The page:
Italy’s prime minister visits Albania as plan to hold migrants nears start

Italian prime minister Giorgia Meloni visited Albania on Wednesday to thank its government for its unique role in agreeing to host thousands of asylum-seekers while Italy processes their claims, and to tour migrant centres she said will be ready in August.

Ms Meloni denied her day trip was a campaign stop on the eve of the European Parliament election, in which migration is a big issue, and said criticism of the visit was typical opposition manoeuvring.

Ms Meloni and Albania’s Prime Minister Edi Rama in November signed a five-year deal in which Albania agreed to shelter up to 3,000 migrants rescued from international waters each month while Italy processes their asylum claims.

With asylum requests expected to take about a month to process, the number of asylum-seekers sent to Albania could reach up to 36,000 in a year.

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Italian Prime Minister Giorgia Meloni with her Albanian counterpart Edi Rama (Vlasov Sulaj/AP)

Albania is not a European Union member, and the idea of sending asylum seekers outside the bloc is controversial.

The deal was endorsed by European Commission President Ursula von der Leyen as an example of “out-of-the-box thinking”, but has been widely criticised by human rights groups who say that refugee protections could be compromised.

Ms Meloni has defended the “extremely innovative” plan as a necessary component of her crackdown on migration, aiming to deter would-be refugees from paying smugglers to make the dangerous Mediterranean crossing.

She said the deal has attracted the interest of 15 out of 27 EU members who are asking the European Commission if “the union (could) follow the Italian model in the agreement with Albania”.

“The most useful element of this project is that it can represent an extraordinary tool of deterrence for illegal migrants destined to reach Europe,” she said.

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A police officer guards a reception centre for migrants at the port of Shenjin (Vlasov Sulaj/AP)

Meloni next visited the nearby port of Shengjin, where a reception centre with housing units and offices is surrounded by a five-metre  high metal fence with barbed wire on top.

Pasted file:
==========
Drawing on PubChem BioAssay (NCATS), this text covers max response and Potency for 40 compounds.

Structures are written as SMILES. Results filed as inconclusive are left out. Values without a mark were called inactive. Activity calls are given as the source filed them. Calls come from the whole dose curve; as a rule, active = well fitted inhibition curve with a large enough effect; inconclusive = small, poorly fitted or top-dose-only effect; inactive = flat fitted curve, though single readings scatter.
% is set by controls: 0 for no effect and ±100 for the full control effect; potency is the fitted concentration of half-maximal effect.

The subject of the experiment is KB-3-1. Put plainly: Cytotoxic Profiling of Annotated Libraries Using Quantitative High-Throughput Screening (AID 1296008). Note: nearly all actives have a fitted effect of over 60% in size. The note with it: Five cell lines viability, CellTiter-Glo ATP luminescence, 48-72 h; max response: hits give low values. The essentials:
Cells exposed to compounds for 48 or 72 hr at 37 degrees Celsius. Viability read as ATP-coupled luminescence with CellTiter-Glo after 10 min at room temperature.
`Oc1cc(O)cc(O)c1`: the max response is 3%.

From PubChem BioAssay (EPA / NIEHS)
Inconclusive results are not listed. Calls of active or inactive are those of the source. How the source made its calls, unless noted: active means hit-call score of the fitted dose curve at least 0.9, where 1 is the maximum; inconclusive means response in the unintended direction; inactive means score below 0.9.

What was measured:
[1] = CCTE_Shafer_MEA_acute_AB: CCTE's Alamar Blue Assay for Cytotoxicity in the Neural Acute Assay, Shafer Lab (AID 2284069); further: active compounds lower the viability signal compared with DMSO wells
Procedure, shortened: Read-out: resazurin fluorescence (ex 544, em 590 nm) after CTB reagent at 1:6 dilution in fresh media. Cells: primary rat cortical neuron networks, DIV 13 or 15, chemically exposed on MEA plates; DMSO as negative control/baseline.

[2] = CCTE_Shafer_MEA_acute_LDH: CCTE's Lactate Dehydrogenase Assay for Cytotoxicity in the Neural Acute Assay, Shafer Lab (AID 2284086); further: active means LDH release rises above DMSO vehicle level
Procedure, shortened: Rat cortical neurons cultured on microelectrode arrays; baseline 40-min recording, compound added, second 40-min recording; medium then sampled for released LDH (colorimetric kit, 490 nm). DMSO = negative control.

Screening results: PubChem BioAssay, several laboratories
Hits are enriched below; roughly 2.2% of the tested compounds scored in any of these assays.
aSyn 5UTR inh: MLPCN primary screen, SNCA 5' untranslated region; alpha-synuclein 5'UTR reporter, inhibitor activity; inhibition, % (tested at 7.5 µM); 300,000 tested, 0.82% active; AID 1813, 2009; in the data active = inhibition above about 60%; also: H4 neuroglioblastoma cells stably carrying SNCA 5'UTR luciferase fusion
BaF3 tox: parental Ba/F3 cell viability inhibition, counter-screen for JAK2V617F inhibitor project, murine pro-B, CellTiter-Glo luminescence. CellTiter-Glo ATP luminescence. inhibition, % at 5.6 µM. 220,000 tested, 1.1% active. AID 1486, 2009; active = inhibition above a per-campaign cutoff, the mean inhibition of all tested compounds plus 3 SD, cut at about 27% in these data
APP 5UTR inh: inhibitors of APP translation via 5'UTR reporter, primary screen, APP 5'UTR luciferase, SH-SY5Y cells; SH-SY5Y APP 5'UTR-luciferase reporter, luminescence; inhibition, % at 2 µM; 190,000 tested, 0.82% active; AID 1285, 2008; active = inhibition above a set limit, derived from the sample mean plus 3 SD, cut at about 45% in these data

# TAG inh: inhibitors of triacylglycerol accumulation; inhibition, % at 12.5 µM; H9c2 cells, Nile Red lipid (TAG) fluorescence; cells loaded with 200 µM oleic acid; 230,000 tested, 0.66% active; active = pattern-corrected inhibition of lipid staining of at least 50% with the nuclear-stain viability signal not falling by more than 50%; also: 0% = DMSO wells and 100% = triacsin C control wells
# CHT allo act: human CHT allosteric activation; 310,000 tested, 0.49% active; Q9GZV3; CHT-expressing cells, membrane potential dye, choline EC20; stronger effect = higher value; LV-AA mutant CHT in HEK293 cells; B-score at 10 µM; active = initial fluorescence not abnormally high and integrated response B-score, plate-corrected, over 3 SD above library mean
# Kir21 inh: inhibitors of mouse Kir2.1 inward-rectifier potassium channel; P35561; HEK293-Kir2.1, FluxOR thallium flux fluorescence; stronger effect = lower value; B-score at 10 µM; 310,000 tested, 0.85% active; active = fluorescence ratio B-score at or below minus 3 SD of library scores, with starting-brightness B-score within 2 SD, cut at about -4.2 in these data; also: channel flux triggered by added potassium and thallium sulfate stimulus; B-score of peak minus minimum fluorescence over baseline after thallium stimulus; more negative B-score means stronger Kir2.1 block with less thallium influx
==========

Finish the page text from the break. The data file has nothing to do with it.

She said that on August 1 both centres would be operational and ready to host the first 1,000 migrants. A regular ferry link to Italy will begin in mid-September.

Ms Meloni and her allies have long demanded European countries share more of the migration burden, and have held up the Albania agreement as an innovative solution to a problem that has vexed the EU for years.

Ms Meloni, of the Brothers of Italy party, has also championed her so-called Mattei Plan to fund projects in African countries along migrant routes in exchange for better controls.

The facilities would be fully run by Italy while it fast-tracks migrants’ asylum requests. Both centres are under Italian jurisdiction while Albanian guards will provide outside security.

Italy would welcome the migrants if they are granted international protection, or organise their deportation from Albania if refused.

Those picked up within Italy’s territorial waters, or by rescue ships operated by non-governmental organisations, would retain their right under international and EU law to apply for asylum in Italy and have their claims processed there.

Data from the Italian interior ministry shows the number of migrants arriving in Italy is down compared with the same period last year.

As of Tuesday, 21,574 people had arrived in Italy via boat so far this year, compared with 51,628 during the same period in 2023.

Mr Rama, of Albania’s governing Socialist Party, has said the deal is a sign of gratitude on behalf of Albanians who found refuge in Italy and “escaped hell and imagined a better life” after the collapse of communism in the 1990s.

“Italy has been helpful and served Albania many, many times and if we have the possibility to be helpful to Italy let’s exploit this opportunity,” said Mr Rama.

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